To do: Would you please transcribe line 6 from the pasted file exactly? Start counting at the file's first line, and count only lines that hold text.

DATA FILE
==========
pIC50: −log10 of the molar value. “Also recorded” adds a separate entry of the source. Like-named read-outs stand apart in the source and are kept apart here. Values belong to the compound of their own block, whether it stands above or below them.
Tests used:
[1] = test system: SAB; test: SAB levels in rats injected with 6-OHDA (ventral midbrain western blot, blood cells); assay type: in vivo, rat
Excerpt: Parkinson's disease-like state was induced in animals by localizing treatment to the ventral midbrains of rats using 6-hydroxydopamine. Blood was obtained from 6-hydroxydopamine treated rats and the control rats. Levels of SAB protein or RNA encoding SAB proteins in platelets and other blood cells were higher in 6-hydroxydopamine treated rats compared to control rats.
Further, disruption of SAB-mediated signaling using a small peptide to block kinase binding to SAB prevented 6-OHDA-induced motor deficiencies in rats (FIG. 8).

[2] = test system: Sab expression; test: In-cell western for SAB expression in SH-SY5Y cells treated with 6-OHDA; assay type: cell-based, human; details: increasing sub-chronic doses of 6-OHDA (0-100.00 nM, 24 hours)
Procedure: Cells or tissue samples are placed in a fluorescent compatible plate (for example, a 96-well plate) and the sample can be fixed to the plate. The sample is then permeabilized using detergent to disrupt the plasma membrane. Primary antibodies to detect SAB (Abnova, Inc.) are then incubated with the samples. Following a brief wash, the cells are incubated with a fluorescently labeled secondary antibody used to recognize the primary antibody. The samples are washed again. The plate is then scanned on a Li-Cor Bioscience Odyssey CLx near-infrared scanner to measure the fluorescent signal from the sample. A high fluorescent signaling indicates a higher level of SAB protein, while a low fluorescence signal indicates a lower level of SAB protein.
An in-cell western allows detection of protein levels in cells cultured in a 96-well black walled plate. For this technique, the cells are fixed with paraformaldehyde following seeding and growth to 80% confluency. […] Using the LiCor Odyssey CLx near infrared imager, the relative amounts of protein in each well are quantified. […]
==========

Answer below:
[2] = test system: Sab expression; test: In-cell western for SAB expression in SH-SY5Y cells treated with 6-OHDA; assay type: cell-based, human; details: increasing sub-chronic doses of 6-OHDA (0-100.00 nM, 24 hours)